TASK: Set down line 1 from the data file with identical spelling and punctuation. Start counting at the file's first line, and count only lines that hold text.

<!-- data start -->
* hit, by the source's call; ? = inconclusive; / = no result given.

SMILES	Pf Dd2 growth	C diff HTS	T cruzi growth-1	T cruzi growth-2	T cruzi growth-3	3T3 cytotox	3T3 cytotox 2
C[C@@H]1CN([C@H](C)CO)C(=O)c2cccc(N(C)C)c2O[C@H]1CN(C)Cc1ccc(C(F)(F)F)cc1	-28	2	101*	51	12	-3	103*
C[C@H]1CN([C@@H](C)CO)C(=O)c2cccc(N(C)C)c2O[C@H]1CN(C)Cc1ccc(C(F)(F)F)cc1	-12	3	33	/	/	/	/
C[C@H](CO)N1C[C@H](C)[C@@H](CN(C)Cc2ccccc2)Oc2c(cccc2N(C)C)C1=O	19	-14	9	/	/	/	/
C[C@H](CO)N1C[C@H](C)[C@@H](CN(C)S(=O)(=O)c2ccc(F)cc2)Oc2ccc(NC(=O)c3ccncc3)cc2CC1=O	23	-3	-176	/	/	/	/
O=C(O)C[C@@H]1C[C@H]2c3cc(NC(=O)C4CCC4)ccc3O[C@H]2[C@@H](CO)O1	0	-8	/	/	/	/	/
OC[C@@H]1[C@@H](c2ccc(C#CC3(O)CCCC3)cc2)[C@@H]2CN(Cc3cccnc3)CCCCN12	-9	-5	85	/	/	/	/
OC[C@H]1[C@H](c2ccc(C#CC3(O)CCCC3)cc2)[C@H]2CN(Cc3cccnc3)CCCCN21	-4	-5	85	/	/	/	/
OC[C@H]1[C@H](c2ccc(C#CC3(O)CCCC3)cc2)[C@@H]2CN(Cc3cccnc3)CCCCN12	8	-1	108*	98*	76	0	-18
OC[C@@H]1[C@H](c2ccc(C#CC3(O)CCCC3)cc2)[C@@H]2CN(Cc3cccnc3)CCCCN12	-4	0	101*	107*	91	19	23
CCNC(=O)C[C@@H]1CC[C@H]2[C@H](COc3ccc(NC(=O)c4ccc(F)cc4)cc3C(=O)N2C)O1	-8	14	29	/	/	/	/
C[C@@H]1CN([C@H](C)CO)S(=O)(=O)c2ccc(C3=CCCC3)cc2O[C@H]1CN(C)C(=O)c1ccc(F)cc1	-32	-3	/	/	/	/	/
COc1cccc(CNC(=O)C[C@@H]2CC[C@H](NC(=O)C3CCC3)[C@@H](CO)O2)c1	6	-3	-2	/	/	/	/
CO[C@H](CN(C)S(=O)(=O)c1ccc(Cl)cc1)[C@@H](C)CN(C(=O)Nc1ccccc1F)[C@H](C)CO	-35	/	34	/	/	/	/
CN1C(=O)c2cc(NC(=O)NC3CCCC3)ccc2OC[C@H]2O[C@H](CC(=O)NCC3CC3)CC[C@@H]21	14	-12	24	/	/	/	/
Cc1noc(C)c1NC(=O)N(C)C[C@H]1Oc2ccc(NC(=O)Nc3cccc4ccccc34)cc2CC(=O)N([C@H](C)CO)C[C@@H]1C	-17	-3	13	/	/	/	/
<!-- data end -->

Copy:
* hit, by the source's call; ? = inconclusive; / = no result given.